Knowing When We Are Biased

See if you can solve the following problem:

A bat and a ball cost $1.10. The bat costs $1.00 more than the ball. How much does the ball cost?

Most people are tempted to say that the ball costs 10 cents. If that was your answer, think again. A few people resist the initial temptation, do some calculation, and discover that the ball in fact costs 5 cents. But however you answered, take comfort. Even at elite universities, most people get this question wrong.

What’s going on here? It’s not that the question is particularly difficult. Here is a tougher version of the original problem:

A banana and a bagel cost 37 cents. The banana costs 13 cents more than the bagel. How much does the bagel cost?

Most people get this question right. What is so challenging about bats and balls?

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The Need For Imagining Reality

A curious trait of our time is that we so stubbornly confuse lack of imaginative capacity with realism. I was reminded of this after visiting an arts exhibition centered on metaphysical art, 'Pittura Metafisica', an early 20th century Italian movement developed by artists such as Giorgio de Chirico, Carlo Carrà and Felice Casorati.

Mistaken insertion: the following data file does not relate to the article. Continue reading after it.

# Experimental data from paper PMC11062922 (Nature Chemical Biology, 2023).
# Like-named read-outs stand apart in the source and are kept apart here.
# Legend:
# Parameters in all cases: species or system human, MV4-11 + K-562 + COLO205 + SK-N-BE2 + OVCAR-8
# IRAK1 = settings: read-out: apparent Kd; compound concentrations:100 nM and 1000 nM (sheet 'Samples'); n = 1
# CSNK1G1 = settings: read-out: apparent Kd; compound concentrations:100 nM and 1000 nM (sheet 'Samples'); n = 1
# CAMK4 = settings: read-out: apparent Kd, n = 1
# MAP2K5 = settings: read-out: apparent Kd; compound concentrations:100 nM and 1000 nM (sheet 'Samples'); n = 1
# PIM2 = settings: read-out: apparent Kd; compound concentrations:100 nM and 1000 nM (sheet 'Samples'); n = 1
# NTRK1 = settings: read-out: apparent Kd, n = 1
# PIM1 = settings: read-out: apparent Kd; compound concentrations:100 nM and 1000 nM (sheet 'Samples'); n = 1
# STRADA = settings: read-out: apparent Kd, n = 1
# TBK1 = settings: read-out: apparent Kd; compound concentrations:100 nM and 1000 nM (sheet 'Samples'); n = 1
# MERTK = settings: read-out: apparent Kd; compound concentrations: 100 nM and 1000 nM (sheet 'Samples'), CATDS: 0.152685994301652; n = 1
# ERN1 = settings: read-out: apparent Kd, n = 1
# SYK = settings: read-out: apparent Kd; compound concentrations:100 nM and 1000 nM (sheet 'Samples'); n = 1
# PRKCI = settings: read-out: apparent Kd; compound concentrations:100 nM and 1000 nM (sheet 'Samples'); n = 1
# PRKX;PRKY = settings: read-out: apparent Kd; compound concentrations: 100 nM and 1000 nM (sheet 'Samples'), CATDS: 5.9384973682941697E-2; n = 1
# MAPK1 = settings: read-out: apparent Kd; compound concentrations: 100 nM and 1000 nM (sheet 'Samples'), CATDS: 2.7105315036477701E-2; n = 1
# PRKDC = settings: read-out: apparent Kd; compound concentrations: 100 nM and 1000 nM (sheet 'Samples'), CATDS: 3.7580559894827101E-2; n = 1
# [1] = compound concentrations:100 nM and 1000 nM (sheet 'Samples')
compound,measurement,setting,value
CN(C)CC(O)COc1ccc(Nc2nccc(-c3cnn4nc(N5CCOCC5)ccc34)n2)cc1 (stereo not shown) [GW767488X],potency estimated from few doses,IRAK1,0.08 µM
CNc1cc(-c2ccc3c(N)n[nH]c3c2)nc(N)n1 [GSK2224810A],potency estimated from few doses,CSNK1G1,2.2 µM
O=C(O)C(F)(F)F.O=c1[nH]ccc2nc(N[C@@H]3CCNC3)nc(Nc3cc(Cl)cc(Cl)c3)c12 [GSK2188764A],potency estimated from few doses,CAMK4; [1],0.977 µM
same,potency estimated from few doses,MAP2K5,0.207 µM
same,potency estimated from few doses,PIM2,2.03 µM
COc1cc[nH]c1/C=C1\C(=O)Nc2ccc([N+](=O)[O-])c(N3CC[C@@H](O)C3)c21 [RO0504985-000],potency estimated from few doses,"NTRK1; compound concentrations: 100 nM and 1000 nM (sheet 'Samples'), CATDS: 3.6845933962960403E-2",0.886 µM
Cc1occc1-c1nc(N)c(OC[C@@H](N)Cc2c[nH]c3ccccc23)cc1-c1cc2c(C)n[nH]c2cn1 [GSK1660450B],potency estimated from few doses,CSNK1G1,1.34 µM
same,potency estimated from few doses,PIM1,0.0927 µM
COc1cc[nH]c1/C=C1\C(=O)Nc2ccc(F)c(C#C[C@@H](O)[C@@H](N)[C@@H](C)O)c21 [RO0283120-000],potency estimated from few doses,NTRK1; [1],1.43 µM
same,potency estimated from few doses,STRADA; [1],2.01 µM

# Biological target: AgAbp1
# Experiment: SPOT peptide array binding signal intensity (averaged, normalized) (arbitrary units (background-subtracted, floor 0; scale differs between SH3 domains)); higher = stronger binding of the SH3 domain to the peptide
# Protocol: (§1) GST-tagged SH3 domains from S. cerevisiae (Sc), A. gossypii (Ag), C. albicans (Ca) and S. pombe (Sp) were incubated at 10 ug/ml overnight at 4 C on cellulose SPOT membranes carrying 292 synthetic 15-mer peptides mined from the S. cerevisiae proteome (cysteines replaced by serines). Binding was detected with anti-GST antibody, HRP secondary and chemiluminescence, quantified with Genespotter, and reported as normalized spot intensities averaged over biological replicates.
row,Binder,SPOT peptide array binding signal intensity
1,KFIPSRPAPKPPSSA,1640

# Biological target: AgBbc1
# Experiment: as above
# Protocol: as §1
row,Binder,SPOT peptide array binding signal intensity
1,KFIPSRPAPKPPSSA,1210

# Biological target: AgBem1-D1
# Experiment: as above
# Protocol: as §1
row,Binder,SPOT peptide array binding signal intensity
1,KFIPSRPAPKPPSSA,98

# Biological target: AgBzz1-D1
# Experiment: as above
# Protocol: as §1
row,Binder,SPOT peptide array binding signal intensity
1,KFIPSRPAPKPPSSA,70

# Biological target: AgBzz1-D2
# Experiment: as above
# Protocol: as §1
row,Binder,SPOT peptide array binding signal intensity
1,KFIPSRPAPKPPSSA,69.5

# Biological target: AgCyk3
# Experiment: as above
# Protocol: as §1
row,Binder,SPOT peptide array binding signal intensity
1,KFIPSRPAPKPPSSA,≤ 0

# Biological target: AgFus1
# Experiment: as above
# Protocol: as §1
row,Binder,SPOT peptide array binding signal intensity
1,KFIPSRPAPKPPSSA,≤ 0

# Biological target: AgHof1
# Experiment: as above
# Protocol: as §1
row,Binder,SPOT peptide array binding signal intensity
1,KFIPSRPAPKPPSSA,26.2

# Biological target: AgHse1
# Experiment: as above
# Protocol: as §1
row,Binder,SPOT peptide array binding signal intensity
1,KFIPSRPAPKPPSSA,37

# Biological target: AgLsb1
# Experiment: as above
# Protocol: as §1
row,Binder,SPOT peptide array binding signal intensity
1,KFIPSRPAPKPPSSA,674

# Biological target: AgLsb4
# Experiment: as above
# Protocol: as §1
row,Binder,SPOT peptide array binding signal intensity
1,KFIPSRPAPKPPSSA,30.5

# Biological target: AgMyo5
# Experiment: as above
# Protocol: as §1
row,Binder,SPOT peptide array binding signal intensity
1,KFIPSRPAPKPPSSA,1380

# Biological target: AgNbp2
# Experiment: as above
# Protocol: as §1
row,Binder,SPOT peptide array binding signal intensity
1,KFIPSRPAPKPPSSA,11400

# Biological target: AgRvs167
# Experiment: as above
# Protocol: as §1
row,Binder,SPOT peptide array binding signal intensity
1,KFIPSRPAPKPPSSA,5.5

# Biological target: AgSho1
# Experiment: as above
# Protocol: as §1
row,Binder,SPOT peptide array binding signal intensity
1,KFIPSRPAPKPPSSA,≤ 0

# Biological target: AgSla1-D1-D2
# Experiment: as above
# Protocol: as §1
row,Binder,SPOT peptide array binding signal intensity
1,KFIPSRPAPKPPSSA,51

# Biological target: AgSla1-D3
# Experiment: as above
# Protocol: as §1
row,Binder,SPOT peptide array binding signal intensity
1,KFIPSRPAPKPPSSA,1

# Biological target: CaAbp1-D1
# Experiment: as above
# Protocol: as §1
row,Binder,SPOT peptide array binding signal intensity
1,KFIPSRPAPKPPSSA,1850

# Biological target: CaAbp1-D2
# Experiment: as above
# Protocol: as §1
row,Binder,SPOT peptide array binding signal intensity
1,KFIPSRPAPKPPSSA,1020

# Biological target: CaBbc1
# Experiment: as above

This artistic movement, also known as magical realism, sought to illustrate the strange bind between the external world and the world of imagination. "The art of magic realists," described the curator, "is simultaneously realistic and far removed from reality." The metaphysical artists depict the world it was manifested to them, a world in movement, a world shrouded with dreamlike layers of imagination and meaning, one which invites curiosity and oftentimes evokes detachment.

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